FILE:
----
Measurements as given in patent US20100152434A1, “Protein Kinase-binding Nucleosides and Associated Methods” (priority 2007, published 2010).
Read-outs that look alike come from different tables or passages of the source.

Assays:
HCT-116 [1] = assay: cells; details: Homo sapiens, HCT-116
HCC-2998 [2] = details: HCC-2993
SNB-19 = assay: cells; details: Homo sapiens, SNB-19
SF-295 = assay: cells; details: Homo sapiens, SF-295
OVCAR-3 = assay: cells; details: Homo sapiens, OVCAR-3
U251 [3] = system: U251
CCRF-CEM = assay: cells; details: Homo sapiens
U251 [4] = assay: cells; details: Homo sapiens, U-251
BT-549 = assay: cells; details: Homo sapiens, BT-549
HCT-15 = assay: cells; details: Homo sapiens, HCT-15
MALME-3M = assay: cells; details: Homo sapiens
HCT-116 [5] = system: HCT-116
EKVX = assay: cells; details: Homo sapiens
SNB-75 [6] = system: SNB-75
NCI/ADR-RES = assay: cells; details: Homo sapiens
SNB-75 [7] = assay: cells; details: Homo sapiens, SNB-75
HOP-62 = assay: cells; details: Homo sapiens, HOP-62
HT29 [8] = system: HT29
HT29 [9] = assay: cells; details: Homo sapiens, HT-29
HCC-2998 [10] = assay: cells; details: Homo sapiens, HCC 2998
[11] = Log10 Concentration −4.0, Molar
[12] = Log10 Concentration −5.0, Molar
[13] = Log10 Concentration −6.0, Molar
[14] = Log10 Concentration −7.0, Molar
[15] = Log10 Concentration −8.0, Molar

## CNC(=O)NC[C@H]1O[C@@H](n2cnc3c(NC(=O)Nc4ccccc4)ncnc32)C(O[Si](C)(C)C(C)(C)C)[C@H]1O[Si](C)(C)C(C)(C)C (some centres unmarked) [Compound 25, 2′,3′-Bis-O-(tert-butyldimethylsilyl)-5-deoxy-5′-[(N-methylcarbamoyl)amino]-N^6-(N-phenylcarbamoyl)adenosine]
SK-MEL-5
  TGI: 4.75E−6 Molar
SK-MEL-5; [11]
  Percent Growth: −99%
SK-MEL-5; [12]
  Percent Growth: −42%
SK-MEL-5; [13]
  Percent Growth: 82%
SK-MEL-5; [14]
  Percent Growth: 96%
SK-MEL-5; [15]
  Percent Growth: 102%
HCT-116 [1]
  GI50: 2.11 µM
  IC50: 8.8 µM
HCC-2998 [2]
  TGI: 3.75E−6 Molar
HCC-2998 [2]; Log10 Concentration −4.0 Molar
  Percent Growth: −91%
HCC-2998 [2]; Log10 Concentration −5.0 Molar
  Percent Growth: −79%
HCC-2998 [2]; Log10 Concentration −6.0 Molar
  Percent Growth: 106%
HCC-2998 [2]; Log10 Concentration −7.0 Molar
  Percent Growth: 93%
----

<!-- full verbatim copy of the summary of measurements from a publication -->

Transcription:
Measurements as given in patent US20100152434A1, “Protein Kinase-binding Nucleosides and Associated Methods” (priority 2007, published 2010).
Read-outs that look alike come from different tables or passages of the source.

Assays:
HCT-116 [1] = assay: cells; details: Homo sapiens, HCT-116
HCC-2998 [2] = details: HCC-2993
SNB-19 = assay: cells; details: Homo sapiens, SNB-19
SF-295 = assay: cells; details: Homo sapiens, SF-295
OVCAR-3 = assay: cells; details: Homo sapiens, OVCAR-3
U251 [3] = system: U251
CCRF-CEM = assay: cells; details: Homo sapiens
U251 [4] = assay: cells; details: Homo sapiens, U-251
BT-549 = assay: cells; details: Homo sapiens, BT-549
HCT-15 = assay: cells; details: Homo sapiens, HCT-15
MALME-3M = assay: cells; details: Homo sapiens
HCT-116 [5] = system: HCT-116
EKVX = assay: cells; details: Homo sapiens
SNB-75 [6] = system: SNB-75
NCI/ADR-RES = assay: cells; details: Homo sapiens
SNB-75 [7] = assay: cells; details: Homo sapiens, SNB-75
HOP-62 = assay: cells; details: Homo sapiens, HOP-62
HT29 [8] = system: HT29
HT29 [9] = assay: cells; details: Homo sapiens, HT-29
HCC-2998 [10] = assay: cells; details: Homo sapiens, HCC 2998
[11] = Log10 Concentration −4.0, Molar
[12] = Log10 Concentration −5.0, Molar
[13] = Log10 Concentration −6.0, Molar
[14] = Log10 Concentration −7.0, Molar
[15] = Log10 Concentration −8.0, Molar

## CNC(=O)NC[C@H]1O[C@@H](n2cnc3c(NC(=O)Nc4ccccc4)ncnc32)C(O[Si](C)(C)C(C)(C)C)[C@H]1O[Si](C)(C)C(C)(C)C (some centres unmarked) [Compound 25, 2′,3′-Bis-O-(tert-butyldimethylsilyl)-5-deoxy-5′-[(N-methylcarbamoyl)amino]-N^6-(N-phenylcarbamoyl)adenosine]
SK-MEL-5
  TGI: 4.75E−6 Molar
SK-MEL-5; [11]
  Percent Growth: −99%
SK-MEL-5; [12]
  Percent Growth: −42%
SK-MEL-5; [13]
  Percent Growth: 82%
SK-MEL-5; [14]
  Percent Growth: 96%
SK-MEL-5; [15]
  Percent Growth: 102%
HCT-116 [1]
  GI50: 2.11 µM
  IC50: 8.8 µM
HCC-2998 [2]
  TGI: 3.75E−6 Molar
HCC-2998 [2]; Log10 Concentration −4.0 Molar
  Percent Growth: −91%
HCC-2998 [2]; Log10 Concentration −5.0 Molar
  Percent Growth: −79%
HCC-2998 [2]; Log10 Concentration −6.0 Molar
  Percent Growth: 106%
HCC-2998 [2]; Log10 Concentration −7.0 Molar
  Percent Growth: 93%